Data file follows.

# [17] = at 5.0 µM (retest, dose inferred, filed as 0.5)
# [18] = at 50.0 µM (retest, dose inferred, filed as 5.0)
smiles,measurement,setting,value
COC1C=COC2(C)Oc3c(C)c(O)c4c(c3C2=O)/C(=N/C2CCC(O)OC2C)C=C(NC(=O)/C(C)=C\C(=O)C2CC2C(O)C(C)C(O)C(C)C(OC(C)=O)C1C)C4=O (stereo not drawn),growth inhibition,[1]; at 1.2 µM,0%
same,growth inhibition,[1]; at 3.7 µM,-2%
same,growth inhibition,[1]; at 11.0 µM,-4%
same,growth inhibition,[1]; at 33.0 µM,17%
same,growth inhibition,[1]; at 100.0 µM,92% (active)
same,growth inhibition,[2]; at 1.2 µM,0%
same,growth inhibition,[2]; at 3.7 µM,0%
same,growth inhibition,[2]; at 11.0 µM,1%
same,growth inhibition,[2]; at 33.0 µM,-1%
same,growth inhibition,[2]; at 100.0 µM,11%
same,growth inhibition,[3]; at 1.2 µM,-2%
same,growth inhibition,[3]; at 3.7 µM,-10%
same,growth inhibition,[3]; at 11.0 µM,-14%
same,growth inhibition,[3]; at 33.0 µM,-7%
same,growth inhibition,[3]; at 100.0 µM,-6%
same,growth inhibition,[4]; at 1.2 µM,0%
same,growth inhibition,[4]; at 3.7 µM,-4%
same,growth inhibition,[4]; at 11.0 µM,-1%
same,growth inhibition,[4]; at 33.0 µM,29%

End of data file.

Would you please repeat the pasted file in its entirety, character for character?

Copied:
# [17] = at 5.0 µM (retest, dose inferred, filed as 0.5)
# [18] = at 50.0 µM (retest, dose inferred, filed as 5.0)
smiles,measurement,setting,value
COC1C=COC2(C)Oc3c(C)c(O)c4c(c3C2=O)/C(=N/C2CCC(O)OC2C)C=C(NC(=O)/C(C)=C\C(=O)C2CC2C(O)C(C)C(O)C(C)C(OC(C)=O)C1C)C4=O (stereo not drawn),growth inhibition,[1]; at 1.2 µM,0%
same,growth inhibition,[1]; at 3.7 µM,-2%
same,growth inhibition,[1]; at 11.0 µM,-4%
same,growth inhibition,[1]; at 33.0 µM,17%
same,growth inhibition,[1]; at 100.0 µM,92% (active)
same,growth inhibition,[2]; at 1.2 µM,0%
same,growth inhibition,[2]; at 3.7 µM,0%
same,growth inhibition,[2]; at 11.0 µM,1%
same,growth inhibition,[2]; at 33.0 µM,-1%
same,growth inhibition,[2]; at 100.0 µM,11%
same,growth inhibition,[3]; at 1.2 µM,-2%
same,growth inhibition,[3]; at 3.7 µM,-10%
same,growth inhibition,[3]; at 11.0 µM,-14%
same,growth inhibition,[3]; at 33.0 µM,-7%
same,growth inhibition,[3]; at 100.0 µM,-6%
same,growth inhibition,[4]; at 1.2 µM,0%
same,growth inhibition,[4]; at 3.7 µM,-4%
same,growth inhibition,[4]; at 11.0 µM,-1%
same,growth inhibition,[4]; at 33.0 µM,29%